As such, I want to dedicate the next couple of articles to this classical sacrificial attack, which is so well-known that it has been given a name of its own: The Greek Gift Sacrifice (named after the legend of the Trojan Horse).
|Commander, I think I need the toilet...|
For the uninitiated, here is the sacrifice presented in its pure, unadulterated form after 1. e4 e6 2. d4 d5 3. Nc3 Nf6 4. e5 Nfd7 5. Nf3 Bb4 6. Bd3 O-O?
|Position after 6... O-O|
7. Bxh7+! Kxh7
White could decline the sacrifice with 7... Kh8, but due to poor king safety his position falls apart after 8. Ng5 g6 9. Qg4 Qe7 10. Qh3 Kg7 11. Bxg6!
And now Black is forced to choose between mate and the loss of enormous amounts of material:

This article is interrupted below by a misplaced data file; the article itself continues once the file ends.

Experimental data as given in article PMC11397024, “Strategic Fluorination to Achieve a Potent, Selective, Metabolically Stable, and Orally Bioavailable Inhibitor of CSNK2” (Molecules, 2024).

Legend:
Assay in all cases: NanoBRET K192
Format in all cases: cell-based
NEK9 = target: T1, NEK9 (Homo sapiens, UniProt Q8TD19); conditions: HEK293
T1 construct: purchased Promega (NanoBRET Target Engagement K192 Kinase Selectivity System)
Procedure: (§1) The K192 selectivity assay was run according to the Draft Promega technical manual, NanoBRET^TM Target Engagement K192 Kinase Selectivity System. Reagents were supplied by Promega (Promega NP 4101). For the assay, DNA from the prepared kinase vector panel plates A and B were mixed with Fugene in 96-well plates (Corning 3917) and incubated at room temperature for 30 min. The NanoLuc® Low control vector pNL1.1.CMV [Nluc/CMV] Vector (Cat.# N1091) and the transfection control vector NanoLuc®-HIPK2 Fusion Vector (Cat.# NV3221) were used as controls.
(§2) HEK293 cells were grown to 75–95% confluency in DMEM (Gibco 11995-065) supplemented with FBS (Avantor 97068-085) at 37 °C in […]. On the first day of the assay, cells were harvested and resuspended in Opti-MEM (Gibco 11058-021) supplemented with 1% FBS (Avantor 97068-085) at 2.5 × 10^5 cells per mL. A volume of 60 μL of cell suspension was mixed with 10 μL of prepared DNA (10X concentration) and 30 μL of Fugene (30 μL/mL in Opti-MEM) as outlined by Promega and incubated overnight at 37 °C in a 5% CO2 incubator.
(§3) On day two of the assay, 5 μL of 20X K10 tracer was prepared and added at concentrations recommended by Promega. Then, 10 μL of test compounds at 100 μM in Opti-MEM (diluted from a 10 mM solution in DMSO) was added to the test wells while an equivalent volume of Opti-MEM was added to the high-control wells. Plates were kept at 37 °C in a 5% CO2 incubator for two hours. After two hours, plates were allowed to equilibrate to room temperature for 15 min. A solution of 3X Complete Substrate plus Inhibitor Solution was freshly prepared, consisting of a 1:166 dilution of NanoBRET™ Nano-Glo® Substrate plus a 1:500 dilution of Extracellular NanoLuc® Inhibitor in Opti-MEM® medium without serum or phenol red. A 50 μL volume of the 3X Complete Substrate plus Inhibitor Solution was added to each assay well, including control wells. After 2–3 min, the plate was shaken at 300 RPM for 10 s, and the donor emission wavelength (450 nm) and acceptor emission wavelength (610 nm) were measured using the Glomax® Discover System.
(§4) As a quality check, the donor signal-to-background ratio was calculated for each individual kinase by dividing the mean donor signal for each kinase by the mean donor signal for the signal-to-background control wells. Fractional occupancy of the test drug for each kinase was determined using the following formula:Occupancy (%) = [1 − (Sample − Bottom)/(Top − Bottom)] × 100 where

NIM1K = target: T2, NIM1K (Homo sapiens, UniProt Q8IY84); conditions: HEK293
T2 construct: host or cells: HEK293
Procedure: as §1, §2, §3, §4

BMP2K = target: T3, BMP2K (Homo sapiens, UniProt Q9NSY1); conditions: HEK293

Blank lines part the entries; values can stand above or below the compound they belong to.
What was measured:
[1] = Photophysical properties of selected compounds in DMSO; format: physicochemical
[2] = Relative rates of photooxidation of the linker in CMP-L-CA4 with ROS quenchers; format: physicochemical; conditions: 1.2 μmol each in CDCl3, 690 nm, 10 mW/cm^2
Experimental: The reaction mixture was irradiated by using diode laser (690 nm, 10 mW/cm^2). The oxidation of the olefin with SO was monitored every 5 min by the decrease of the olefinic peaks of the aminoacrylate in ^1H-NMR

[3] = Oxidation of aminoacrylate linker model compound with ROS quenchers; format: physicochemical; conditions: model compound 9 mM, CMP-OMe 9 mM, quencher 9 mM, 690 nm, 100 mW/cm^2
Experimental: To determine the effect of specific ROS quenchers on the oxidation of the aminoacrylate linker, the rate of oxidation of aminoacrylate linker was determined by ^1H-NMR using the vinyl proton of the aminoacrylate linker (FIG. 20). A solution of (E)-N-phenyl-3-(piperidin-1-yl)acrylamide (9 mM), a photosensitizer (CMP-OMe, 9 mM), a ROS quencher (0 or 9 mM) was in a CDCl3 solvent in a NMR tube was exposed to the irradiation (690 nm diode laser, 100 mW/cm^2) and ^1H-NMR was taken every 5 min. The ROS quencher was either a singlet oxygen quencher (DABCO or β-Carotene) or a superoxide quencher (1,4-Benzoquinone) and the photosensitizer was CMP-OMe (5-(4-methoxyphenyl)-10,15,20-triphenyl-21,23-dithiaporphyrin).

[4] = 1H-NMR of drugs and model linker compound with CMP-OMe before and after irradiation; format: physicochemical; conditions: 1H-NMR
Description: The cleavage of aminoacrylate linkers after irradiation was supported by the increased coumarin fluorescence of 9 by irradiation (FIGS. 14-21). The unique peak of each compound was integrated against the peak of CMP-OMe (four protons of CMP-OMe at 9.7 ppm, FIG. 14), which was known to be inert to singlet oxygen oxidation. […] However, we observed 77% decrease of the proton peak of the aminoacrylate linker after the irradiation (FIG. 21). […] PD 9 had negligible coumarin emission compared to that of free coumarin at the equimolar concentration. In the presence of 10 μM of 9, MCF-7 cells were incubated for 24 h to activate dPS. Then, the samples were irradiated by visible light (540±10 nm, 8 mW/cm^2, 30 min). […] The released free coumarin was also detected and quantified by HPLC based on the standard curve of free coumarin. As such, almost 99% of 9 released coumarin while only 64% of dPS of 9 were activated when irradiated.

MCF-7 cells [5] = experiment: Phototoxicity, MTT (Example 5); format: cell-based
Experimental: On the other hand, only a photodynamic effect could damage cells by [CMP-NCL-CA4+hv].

8... Kh8 is suicide after 9. Qh5+ Kg8 10. Qh7#
8... Kg8 9. Qh5 forces Black to give up the queen with 9... Qxg5 in order to prevent mate on h7
8... Kh6 loses the Queen after 9. Nxf7+
8... Kg6 is the most resilient reply, but after 9. h4 Black has to face the threat of 10. h5 Kh6 (10... Kf5? 11. Qf3#) 11. Nxf7+ forking the king and queen. With Black's king in the open it should not be too difficult for White to find a lasting attack.
Looks elegant? That was simply a kickstart to whet our appetite. In subsequent articles, we will take a deeper look into what conditions are required for this sacrificial attack to work, and examine cases where this classical motif had been successfully (or unsuccessfully) executed.
"How to Calculate Chess Tactics" by Valeri Beim
"Art of Attack in Chess" by Vladimir Vukovic